A Young Man’s Wisdom is a poignant and touching memoir that incites self-reflection in the reader, despite gender or race.
— Missy, PA

Excerpt from A Young Man's Wisdom:

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"There’s a line in Superman where Lois is falling from a building and Superman swoops down to catch her. He says, "Easy Miss. I’ve got you." Her response is logical: "You’ve got me? Who’s got you?" It occurred to me not long ago that my teaching my son to be a man is much like Superman catching Lois. I was left here by my father, to do what good I may see fit to do. Infinite abilities with no model to observe in order to know the right paths to choose. Unlike Superman, though, I have no crystals in my bedroom that might shed light on the path that lay ahead of me. I am teaching my son to be a man, and yet, who taught me?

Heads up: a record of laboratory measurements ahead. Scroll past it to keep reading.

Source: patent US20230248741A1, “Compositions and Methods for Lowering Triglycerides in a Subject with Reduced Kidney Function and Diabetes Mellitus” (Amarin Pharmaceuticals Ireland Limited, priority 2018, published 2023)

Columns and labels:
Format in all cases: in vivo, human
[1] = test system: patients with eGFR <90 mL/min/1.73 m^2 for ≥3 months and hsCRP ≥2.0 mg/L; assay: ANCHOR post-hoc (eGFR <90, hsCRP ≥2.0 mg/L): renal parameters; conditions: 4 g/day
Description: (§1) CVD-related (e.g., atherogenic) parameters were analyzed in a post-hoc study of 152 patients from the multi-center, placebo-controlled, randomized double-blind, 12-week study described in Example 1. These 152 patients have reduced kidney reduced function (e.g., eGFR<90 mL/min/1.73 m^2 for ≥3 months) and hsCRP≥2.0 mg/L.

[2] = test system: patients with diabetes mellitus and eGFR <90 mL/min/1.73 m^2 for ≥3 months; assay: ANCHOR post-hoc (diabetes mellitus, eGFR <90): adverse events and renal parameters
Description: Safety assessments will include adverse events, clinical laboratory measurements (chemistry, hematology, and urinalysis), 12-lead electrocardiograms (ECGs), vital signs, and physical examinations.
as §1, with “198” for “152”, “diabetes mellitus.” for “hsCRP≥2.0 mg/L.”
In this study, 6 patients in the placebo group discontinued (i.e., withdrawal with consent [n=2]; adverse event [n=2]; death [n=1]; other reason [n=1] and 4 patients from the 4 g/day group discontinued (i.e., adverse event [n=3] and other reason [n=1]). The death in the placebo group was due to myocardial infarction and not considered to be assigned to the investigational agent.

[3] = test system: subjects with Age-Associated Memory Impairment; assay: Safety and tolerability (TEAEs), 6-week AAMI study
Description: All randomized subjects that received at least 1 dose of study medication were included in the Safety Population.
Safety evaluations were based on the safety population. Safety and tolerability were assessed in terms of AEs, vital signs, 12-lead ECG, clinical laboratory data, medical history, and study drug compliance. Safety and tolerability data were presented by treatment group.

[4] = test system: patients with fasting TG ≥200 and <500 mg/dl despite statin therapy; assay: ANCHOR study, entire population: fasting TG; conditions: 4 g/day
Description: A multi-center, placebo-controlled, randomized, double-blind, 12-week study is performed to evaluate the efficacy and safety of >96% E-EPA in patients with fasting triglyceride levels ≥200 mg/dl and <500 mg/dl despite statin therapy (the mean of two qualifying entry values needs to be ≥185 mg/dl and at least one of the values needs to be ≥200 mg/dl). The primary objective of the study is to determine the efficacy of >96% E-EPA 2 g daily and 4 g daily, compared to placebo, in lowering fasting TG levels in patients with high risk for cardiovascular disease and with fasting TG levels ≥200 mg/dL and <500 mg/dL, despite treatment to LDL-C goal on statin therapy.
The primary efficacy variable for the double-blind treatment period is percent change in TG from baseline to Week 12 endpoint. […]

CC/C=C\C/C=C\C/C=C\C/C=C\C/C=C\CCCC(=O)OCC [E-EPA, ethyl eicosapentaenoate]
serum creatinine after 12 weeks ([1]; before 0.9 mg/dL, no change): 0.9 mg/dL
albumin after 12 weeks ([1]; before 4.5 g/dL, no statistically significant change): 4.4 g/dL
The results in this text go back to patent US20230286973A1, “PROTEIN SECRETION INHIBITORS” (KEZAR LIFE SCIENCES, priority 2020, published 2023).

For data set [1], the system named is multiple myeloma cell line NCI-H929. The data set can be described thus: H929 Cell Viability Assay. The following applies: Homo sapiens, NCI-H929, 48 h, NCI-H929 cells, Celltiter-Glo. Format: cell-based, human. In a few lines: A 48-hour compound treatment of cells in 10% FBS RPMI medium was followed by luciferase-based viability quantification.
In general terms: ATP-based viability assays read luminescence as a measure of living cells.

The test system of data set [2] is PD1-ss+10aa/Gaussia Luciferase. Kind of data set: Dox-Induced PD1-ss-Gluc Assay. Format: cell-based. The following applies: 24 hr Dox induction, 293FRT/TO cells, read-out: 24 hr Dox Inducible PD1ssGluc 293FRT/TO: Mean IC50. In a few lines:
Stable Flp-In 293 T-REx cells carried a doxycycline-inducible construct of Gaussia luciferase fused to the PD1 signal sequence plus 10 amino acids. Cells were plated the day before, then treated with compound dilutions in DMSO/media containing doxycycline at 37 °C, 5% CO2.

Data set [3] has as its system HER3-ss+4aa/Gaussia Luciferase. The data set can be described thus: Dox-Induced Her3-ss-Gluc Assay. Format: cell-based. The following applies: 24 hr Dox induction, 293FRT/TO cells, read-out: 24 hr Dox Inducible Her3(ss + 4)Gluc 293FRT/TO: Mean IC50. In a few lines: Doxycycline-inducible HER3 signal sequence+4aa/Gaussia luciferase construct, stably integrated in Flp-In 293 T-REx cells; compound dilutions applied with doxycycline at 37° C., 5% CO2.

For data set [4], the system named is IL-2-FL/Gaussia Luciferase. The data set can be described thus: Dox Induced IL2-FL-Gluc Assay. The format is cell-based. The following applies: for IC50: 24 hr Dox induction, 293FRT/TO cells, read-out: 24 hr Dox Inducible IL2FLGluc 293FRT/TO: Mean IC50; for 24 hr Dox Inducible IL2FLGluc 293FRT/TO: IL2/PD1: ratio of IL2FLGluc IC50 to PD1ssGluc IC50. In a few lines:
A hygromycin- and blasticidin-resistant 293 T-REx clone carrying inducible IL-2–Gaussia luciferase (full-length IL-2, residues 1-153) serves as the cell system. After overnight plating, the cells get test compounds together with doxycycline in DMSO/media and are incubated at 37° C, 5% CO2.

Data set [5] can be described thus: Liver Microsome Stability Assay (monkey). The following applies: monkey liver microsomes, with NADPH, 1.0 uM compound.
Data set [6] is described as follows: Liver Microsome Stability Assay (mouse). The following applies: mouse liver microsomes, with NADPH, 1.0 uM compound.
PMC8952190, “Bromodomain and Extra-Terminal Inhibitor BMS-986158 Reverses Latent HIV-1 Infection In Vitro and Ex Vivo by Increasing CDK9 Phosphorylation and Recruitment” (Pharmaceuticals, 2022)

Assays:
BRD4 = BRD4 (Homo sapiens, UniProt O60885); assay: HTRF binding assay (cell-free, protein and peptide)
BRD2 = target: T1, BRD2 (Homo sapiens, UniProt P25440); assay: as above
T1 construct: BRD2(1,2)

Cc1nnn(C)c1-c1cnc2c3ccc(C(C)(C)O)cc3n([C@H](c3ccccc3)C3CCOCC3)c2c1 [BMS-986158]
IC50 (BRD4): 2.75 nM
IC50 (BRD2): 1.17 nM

That is not to say that I was never taught a single thing. Quite the opposite is true. I vividly remember the little tidbits of wisdom my father attempted to impart to my brother and I. How to fight honorably (the fight isn’t over until you’ve won); how to respect your mother (pummel anyone who speaks against her); family comes first (if you’re brother’s in the back alley fighting, you’d best go out and help). These are all lessons I remember my father teaching. Still, my father died when he was only 31 years old. As I reached, and then passed that age myself, a couple of profound truths hit me. First, I realized that I hadn’t truly started to understand life until well into my thirties. My newfound wisdom only convinced me that I didn't know much at all. Second, I realized that if this first fact were true, then it would also stand to reason that my father, in all his infinite wisdom, didn’t know all that much about manhood himself when he died. The lessons I remember him teaching me were the lessons of a man in his late twenties who had lived his youth on the mean streets of Pittsburgh. It suddenly occurred to me that I had outgrown my father’s lessons; I had been living on a young man’s wisdom."